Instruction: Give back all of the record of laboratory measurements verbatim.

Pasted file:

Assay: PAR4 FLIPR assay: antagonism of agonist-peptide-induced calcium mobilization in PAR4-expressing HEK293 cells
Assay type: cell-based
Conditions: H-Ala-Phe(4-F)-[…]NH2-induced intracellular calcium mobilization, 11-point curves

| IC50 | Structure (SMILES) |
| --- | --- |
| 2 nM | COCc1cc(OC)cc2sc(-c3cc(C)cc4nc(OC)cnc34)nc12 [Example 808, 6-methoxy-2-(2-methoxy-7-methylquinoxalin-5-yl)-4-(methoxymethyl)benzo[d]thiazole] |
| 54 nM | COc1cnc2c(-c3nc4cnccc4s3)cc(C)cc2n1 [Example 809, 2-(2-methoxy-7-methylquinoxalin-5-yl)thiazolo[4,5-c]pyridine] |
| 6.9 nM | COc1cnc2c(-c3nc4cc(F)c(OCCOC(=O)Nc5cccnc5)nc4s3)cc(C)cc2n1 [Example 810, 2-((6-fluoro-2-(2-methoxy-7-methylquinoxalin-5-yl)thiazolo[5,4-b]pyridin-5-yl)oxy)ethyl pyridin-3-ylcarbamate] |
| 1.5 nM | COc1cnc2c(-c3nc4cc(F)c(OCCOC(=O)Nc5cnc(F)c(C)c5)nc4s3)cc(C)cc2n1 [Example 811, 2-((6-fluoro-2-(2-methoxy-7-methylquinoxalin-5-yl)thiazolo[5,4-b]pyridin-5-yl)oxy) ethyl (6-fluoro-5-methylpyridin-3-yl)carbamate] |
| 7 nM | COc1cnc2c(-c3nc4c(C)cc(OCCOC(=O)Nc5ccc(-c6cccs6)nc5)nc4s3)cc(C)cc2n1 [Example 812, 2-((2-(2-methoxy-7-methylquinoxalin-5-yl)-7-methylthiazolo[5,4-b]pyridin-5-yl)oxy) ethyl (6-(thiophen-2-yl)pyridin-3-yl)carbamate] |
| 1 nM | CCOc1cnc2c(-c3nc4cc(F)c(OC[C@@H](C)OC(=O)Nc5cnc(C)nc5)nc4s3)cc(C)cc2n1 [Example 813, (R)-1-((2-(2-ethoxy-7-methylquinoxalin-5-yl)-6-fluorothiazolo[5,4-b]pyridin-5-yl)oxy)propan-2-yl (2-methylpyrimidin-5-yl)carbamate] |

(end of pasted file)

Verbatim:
Assay: PAR4 FLIPR assay: antagonism of agonist-peptide-induced calcium mobilization in PAR4-expressing HEK293 cells
Assay type: cell-based
Conditions: H-Ala-Phe(4-F)-[…]NH2-induced intracellular calcium mobilization, 11-point curves

| IC50 | Structure (SMILES) |
| --- | --- |
| 2 nM | COCc1cc(OC)cc2sc(-c3cc(C)cc4nc(OC)cnc34)nc12 [Example 808, 6-methoxy-2-(2-methoxy-7-methylquinoxalin-5-yl)-4-(methoxymethyl)benzo[d]thiazole] |
| 54 nM | COc1cnc2c(-c3nc4cnccc4s3)cc(C)cc2n1 [Example 809, 2-(2-methoxy-7-methylquinoxalin-5-yl)thiazolo[4,5-c]pyridine] |
| 6.9 nM | COc1cnc2c(-c3nc4cc(F)c(OCCOC(=O)Nc5cccnc5)nc4s3)cc(C)cc2n1 [Example 810, 2-((6-fluoro-2-(2-methoxy-7-methylquinoxalin-5-yl)thiazolo[5,4-b]pyridin-5-yl)oxy)ethyl pyridin-3-ylcarbamate] |
| 1.5 nM | COc1cnc2c(-c3nc4cc(F)c(OCCOC(=O)Nc5cnc(F)c(C)c5)nc4s3)cc(C)cc2n1 [Example 811, 2-((6-fluoro-2-(2-methoxy-7-methylquinoxalin-5-yl)thiazolo[5,4-b]pyridin-5-yl)oxy) ethyl (6-fluoro-5-methylpyridin-3-yl)carbamate] |
| 7 nM | COc1cnc2c(-c3nc4c(C)cc(OCCOC(=O)Nc5ccc(-c6cccs6)nc5)nc4s3)cc(C)cc2n1 [Example 812, 2-((2-(2-methoxy-7-methylquinoxalin-5-yl)-7-methylthiazolo[5,4-b]pyridin-5-yl)oxy) ethyl (6-(thiophen-2-yl)pyridin-3-yl)carbamate] |
| 1 nM | CCOc1cnc2c(-c3nc4cc(F)c(OC[C@@H](C)OC(=O)Nc5cnc(C)nc5)nc4s3)cc(C)cc2n1 [Example 813, (R)-1-((2-(2-ethoxy-7-methylquinoxalin-5-yl)-6-fluorothiazolo[5,4-b]pyridin-5-yl)oxy)propan-2-yl (2-methylpyrimidin-5-yl)carbamate] |